6.04.2013

Time in the water. I heard all about it yesterday from my kid.




You've probably read me making the point that you only get better as a swimmer if you spend time in the water. More practice usually means that your body learns subconscious corrections during swims while your brain does some iterative trial and error with new techniques, layering them in with tried and true techniques. Over time your hands and feet and your brain develop a feel for the water that makes your swimming more fluid and enjoyable. I say it all the time. Mastery is all about time in the water.

So I've been trying to master video editing and it's hard and frustrating. Not the technical stuff; I know which buttons to push and how to make my clips look the way I want them to but it's the actual sequencing and the cadence and knowing where to end one segment and start another one that seems difficult to me. These are stylist choices and aesthetic choices. I guess a video editing style reflects a person's story telling styles.

So last weekend my son edited some food preparation footage he'd shot for school project and I was mesmerized by the way the quick cuts and the music created a 1:30 piece that riveted my attention for the enture duration. Yesterday we were out jogging around the lake in the heat of the afternoon and I asked him how he learned to edit so well. Was it the classes at school?

He glanced over and then said, "Well, you have to consider that I started playing around with video when I was about ten and that my friends and I have been through a lot of trial and error in trying to edit our stuff for the YouTube channel and stuff. If you add in the three years of cinematography classes at school you'd get that I've edited a couple of hundred pieces. That, dad, is how you learn an editing style."

Then I asked his if he wrote the scripts first and if the narration was an important framework. He responded, "Video is basically a visual art. I know what story I want to tell but I start with all the visual pieces and I put them together first. Then I add in the basic narration. But here's the deal: a good video is a like a children's picture book. The pictures are what captivate the kids. You only need enough words to drive the story along and no more."

We jogged on. He looked at me and decided I needed a few words of encouragement so he added, "Dad, it's just practice and paying attention. Do more videos for yourself and don't concentrate on client work. Once you've got a hundred fun videos under your belt you'll have a style and your clients will probably like it. It just takes time in the water."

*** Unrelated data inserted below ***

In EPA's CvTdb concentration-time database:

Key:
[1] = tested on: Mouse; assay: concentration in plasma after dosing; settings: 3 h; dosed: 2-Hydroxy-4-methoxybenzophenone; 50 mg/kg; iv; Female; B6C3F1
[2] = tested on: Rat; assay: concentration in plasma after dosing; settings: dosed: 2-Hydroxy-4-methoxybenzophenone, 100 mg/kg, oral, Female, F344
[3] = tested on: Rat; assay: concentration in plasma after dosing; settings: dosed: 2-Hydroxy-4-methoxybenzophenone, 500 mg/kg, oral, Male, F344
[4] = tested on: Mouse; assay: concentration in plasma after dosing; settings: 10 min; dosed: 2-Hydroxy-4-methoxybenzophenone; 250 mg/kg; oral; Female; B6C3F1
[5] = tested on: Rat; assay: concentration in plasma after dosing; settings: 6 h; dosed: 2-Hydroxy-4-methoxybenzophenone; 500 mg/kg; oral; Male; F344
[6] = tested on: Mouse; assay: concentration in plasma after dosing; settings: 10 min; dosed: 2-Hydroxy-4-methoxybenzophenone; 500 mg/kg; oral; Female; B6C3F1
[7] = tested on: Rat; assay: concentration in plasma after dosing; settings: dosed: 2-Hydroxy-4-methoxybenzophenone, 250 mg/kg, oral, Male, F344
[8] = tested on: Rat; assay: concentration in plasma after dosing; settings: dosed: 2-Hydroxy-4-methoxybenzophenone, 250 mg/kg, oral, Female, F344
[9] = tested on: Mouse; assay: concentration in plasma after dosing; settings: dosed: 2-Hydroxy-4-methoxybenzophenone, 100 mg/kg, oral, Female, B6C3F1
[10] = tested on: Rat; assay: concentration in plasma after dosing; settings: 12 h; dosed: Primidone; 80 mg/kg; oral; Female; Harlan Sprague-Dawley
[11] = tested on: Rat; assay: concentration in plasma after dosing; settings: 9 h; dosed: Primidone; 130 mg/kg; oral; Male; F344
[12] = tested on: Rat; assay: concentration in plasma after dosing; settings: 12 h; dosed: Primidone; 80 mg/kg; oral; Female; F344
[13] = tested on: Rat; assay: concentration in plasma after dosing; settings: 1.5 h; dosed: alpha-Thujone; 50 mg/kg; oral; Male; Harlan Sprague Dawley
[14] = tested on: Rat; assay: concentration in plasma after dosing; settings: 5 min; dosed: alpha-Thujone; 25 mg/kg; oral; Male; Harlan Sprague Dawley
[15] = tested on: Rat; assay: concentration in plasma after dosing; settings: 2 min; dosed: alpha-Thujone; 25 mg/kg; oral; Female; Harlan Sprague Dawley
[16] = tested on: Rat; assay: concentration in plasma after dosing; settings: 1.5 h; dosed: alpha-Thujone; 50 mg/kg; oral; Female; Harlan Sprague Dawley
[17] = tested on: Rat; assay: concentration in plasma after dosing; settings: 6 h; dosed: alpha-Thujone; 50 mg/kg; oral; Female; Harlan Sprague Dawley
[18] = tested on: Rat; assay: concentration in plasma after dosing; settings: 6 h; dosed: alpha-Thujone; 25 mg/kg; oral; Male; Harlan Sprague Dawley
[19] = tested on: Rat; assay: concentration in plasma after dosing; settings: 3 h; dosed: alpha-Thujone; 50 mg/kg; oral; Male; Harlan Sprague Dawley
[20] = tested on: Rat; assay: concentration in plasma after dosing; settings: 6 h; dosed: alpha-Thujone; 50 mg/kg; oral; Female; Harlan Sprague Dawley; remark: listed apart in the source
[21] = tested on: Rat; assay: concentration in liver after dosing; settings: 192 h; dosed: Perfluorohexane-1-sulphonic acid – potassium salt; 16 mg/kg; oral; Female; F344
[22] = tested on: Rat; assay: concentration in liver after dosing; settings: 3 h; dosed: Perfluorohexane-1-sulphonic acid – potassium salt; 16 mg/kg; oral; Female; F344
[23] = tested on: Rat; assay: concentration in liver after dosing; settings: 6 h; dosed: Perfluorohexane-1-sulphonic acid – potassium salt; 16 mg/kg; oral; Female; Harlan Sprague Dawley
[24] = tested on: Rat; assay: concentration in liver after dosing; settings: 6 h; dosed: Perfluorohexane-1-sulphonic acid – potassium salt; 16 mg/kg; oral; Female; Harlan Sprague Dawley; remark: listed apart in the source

I always give that advice to other people. Sometimes I need to hear it too.


13 comments:

thequietphotographer said...

Great! And it applies not only to video editing...time in the water...first time I read such an expression but I like it!
robert
PS. and I like to swim...sometimes...

lsumners said...

Has he posted his latest school video anywhere. If so send us the link (after getting his permission)

Matt Buntyn said...

Out of the mouths of babes.

Kirk Tuck said...

He plays all of his stuff close to the vest. Most of his videos for school can't be released because they have minors in them. As soon as he gets a music release for his food video I'll stick it up on Vimeo. He's shooting for an ad agency next week...

atmtx said...

Wow, you know you're getting old when your son gives you good parental advice. But equally a proud moment since you know that your son is learning, gaining success and becoming independent.

I'm only a few years behind you, Kirk.

bmillios said...

Smart kid. Must take after his mother. :)

Claire said...

Tee hee, smart kid ! I bet you really enjoyed that. I totally enjoyed reading about it ! I don't know about your side of the Atlantic, but here in Europe you still see parents with little kids trying to limit (sometimes to a great extent) their children's access to technology. Well, it makes NO sense to me whatsoever. It's a bit like keeping little girls from going to school, or learning to read and write, no ? I mean, we live in a world were techno skills are an ASSET of importance, why on Earth no take advantage of the huge facilities one has to learn *anything* at a young age ?! Sure, monitoring internet content and console time seems absolutely vital to keep a kid mentally sane, but by all means let them learn the tools that they'll need to succeed (or even merely survive) tomorrow. My answer to keep a healthy balance is plenty of technology... and an equal amount of real life, hard to the touch skills. In our family, horse riding, working out, photography, all things my 5 yr old has been at a couple years already.
On another note, Ben's lesson is genius. And it is of value to stil photographers as well. Put the visual first, the narrative will follow. Yes, of course, it's brilliant. Video editing is not something I would dream of doing in a million years. Or rather, not until about 10 or fifteen years from now. But if I ever start to tackle it at whatever point in my life, be sure Ben's advice will have stayed with me all that time. Thannks for sharing.

Claire said...

Oh oh, great news...

Unknown said...
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reggordon said...

What a job you did on that kid. ( Apologies that was me above , I dont like posting anonymously)

Alan Fairley said...

The day my kid gives me advice like that will be the day I know beyond any doubt I've succeeded as a parent.

theaterculture said...

In Ben's day they didn't need dialogue - they had faces!

Kirk Tuck said...

It's not the first time. A couple of years ago he talked me out of buying a motorcycle...